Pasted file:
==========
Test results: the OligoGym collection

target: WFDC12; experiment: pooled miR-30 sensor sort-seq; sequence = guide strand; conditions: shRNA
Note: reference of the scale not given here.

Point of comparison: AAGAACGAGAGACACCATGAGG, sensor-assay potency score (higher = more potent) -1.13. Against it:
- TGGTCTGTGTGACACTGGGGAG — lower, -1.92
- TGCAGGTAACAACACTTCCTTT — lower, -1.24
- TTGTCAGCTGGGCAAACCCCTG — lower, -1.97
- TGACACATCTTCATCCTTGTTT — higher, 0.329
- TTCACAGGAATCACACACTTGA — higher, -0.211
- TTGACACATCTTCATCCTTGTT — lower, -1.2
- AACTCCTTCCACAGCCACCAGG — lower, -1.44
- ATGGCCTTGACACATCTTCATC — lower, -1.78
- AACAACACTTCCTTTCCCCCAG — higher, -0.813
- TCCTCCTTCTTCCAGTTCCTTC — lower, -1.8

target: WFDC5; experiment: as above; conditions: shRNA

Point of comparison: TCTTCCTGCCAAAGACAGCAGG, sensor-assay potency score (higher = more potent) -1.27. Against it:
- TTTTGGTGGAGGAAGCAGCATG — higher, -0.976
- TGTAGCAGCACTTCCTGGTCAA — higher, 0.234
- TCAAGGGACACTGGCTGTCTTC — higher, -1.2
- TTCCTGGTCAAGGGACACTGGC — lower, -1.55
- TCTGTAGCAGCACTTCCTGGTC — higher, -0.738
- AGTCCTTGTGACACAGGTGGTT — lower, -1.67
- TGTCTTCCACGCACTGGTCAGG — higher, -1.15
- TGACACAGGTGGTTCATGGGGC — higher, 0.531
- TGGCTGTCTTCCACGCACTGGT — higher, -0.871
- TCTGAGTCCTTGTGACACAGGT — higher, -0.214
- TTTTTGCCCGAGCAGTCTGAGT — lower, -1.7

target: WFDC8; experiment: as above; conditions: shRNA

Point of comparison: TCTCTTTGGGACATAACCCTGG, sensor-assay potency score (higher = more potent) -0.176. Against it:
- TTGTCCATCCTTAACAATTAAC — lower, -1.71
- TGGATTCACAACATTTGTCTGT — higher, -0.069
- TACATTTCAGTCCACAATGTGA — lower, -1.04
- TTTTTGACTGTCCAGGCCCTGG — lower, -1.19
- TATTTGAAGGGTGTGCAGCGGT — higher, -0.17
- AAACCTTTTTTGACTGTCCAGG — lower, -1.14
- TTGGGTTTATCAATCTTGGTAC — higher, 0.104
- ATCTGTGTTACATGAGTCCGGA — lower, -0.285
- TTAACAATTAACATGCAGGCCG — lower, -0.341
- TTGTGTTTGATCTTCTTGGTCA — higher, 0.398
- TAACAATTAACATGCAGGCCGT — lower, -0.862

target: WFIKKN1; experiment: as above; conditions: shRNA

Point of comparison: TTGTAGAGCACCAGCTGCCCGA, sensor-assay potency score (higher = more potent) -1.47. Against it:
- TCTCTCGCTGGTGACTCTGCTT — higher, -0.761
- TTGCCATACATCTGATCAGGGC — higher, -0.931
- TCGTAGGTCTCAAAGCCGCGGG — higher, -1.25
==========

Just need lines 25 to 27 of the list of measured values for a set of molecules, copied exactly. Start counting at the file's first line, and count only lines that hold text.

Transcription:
- TGGCTGTCTTCCACGCACTGGT — higher, -0.871
- TCTGAGTCCTTGTGACACAGGT — higher, -0.214
- TTTTTGCCCGAGCAGTCTGAGT — lower, -1.7